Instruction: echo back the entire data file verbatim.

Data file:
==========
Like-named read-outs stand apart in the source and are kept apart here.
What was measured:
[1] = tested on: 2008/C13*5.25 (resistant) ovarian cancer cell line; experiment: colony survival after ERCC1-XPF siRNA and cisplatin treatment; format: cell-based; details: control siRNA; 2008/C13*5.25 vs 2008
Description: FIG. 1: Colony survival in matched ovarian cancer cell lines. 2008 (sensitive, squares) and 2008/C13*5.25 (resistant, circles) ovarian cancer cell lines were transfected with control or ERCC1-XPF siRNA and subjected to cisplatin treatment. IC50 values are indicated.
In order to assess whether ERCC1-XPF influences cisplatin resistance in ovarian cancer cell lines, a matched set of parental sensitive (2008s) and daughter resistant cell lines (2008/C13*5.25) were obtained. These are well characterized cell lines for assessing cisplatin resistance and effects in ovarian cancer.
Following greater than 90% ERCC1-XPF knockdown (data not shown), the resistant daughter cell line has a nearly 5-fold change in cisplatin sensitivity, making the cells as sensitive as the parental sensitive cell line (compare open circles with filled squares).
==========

Like-named read-outs stand apart in the source and are kept apart here.
What was measured:
[1] = tested on: 2008/C13*5.25 (resistant) ovarian cancer cell line; experiment: colony survival after ERCC1-XPF siRNA and cisplatin treatment; format: cell-based; details: control siRNA; 2008/C13*5.25 vs 2008
Description: FIG. 1: Colony survival in matched ovarian cancer cell lines. 2008 (sensitive, squares) and 2008/C13*5.25 (resistant, circles) ovarian cancer cell lines were transfected with control or ERCC1-XPF siRNA and subjected to cisplatin treatment. IC50 values are indicated.
In order to assess whether ERCC1-XPF influences cisplatin resistance in ovarian cancer cell lines, a matched set of parental sensitive (2008s) and daughter resistant cell lines (2008/C13*5.25) were obtained. These are well characterized cell lines for assessing cisplatin resistance and effects in ovarian cancer.
Following greater than 90% ERCC1-XPF knockdown (data not shown), the resistant daughter cell line has a nearly 5-fold change in cisplatin sensitivity, making the cells as sensitive as the parental sensitive cell line (compare open circles with filled squares).